Women represent nearly half of the labor force in Massachusetts, yet they are woefully under-represented in board rooms, elected office and private sector management. Many women face challenging choices about advancing their careers or meeting expectations at home.
The Boston Club recently released a report which found that only 13.8% of the directors of Massachusetts’ 100 largest public companies are women. Just 1.5% of all directors at these companies are women of color, and the majority of these companies have no female executive officers.
In a recent Pew Research study, 51% of working mothers said that being a working mother has made it more difficult to advance their careers. Only sixteen percent of working fathers made the same statement. The study also found that among parents, women are more likely than men to have experienced career interruptions related to family, and are more likely to report that having to take those breaks has hurt their career.
To improve the outcome for women in the workplace, Governor Patrick has made a commitment for advancing women across the economic spectrum by launching the Women in the Workforce Initiative (watch video below). This initiative is an important step in recognizing the key role women play in the economic competitiveness of the Commonwealth. It also draws attention to the challenges women face in trying to reach the highest rungs on the corporate ladder or those earning an hourly wage who often lack the flexibility needed to balance work and family.
Governor Patrick has led by example for advancing women in his Administration. His Administration has demonstrated that it is possible to find talented, qualified women to lead in senior positions and that substantial change can be made in a short period of time when the leader of an organization is committed to make change. As of last November, more than half of all managers and 49% of senior managers within the Executive branch were women.
The Governor is taking a two-pronged approach in tackling the issues facing working women in the Commonwealth by:
- Creating women leadership fellowships
- Charging a task force with making recommendations on what the state can do as an employer to advance women in the workplace.
Massachusetts already has some of the best family friendly benefits in the country such as alternative work options and paid parental leave—benefits that give women more flexibility in balancing their home life and their career. Governor Patrick believes we can do more to help women achieve workplace equality and ensure equal access to services and opportunity across the economic spectrum, and wants to challenge the private sector to help women thrive, succeed and lead by taking a cue from his Administration.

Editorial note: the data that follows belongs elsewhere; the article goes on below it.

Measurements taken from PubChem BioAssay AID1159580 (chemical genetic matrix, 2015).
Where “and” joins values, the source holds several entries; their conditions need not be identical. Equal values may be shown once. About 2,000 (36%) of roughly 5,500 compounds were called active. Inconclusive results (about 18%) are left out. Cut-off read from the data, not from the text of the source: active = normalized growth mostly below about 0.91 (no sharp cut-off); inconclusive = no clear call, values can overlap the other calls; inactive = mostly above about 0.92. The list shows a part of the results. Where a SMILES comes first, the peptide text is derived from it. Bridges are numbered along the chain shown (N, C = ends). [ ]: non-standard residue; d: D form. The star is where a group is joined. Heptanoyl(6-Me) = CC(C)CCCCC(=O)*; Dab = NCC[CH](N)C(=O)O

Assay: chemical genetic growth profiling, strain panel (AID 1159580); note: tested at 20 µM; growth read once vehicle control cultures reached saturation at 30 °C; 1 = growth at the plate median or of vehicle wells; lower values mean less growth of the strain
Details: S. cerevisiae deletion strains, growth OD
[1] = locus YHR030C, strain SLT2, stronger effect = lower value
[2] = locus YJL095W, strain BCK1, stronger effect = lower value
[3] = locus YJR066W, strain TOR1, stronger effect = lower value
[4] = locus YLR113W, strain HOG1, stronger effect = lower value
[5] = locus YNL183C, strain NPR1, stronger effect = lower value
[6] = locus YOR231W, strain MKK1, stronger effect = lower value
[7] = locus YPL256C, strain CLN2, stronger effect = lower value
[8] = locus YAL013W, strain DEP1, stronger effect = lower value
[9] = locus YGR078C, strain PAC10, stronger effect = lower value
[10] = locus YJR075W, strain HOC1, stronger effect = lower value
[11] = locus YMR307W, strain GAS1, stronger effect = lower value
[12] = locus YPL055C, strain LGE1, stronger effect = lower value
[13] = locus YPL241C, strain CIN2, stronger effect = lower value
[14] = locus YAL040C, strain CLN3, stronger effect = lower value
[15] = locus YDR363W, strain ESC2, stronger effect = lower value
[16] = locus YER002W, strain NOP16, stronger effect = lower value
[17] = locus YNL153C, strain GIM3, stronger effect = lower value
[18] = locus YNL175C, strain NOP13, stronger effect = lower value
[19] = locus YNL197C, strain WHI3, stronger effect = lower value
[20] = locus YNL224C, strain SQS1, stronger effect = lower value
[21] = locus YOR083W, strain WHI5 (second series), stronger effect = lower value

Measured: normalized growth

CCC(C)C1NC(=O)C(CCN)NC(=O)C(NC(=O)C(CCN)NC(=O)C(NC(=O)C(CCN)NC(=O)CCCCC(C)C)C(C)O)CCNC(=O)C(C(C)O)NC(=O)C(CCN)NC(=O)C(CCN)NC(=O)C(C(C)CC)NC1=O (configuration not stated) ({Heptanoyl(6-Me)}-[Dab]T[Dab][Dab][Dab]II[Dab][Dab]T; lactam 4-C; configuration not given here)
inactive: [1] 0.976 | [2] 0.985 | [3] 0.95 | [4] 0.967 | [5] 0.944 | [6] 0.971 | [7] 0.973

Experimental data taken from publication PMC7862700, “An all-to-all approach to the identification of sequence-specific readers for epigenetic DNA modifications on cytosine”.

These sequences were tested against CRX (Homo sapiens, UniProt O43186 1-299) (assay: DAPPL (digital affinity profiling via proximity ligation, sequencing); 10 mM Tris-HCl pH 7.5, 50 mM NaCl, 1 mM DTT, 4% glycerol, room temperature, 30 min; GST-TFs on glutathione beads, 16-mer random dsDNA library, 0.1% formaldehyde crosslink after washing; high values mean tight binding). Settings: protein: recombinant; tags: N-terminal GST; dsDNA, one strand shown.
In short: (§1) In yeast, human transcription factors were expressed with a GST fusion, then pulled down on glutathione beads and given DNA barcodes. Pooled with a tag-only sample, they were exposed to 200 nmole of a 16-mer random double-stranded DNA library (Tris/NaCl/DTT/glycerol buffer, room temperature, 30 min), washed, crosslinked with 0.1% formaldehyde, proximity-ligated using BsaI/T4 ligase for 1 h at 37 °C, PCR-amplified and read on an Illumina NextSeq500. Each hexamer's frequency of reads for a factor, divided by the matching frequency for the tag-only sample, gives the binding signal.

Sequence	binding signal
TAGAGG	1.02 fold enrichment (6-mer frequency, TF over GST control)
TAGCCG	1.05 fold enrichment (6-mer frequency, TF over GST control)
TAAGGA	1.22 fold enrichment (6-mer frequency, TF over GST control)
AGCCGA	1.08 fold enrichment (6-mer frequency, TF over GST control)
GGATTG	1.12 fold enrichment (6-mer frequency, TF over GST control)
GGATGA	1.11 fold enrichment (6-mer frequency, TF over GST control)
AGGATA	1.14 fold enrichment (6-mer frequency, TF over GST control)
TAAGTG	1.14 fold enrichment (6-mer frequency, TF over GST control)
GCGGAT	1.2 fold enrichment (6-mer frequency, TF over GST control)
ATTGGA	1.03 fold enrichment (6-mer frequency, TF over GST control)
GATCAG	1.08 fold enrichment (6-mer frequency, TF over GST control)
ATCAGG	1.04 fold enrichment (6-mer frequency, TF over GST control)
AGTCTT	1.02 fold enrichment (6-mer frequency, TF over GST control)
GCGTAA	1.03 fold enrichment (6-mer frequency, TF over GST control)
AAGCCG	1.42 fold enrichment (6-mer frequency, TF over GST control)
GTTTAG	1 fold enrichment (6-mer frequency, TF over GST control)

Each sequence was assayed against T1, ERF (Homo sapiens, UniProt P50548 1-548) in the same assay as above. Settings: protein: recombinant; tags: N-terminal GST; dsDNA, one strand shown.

Further details on the initiative will be released soon.
Lead Poisoning in Adults posted on Oct 22
The Occupational Lead Poisoning Registry is dedicated to reducing the incidence and severity of lead poisoning among Massachusetts workers. The Centers for Disease Control (CDC) has shown that even at very low levels, such as 5 micrograms per deciliter (mcg/dl), lead can cause significant health problems.
MA Regulation Requires Contractors to Work Lead-Safe by Preventing the Spread of Lead Dust During Renovation, Repair, and Painting Projects posted on Oct 17
Homes and other structures built before 1978 may contain lead paint. Lead-contaminated dust can cause lead poisoning in children, pregnant women, contractors, and other workers, their families, and even pets.
Your New Voice on National Committee to Create Apprenticeships posted on Sep 12
The Department of Labor (DOL) has appointed David R. Wallace, Director of the Massachusetts Division of Apprentice Standards to serve on the Advisory Committee on Apprenticeships (ACA) chaired by DOL Secretary Thomas Perez to create job-driven career pathways and work-based learning opportunities for American workers. Wallace will join 24 others representing employers, labor unions and workers to help advance the President’s goals of the American apprenticeship initiative.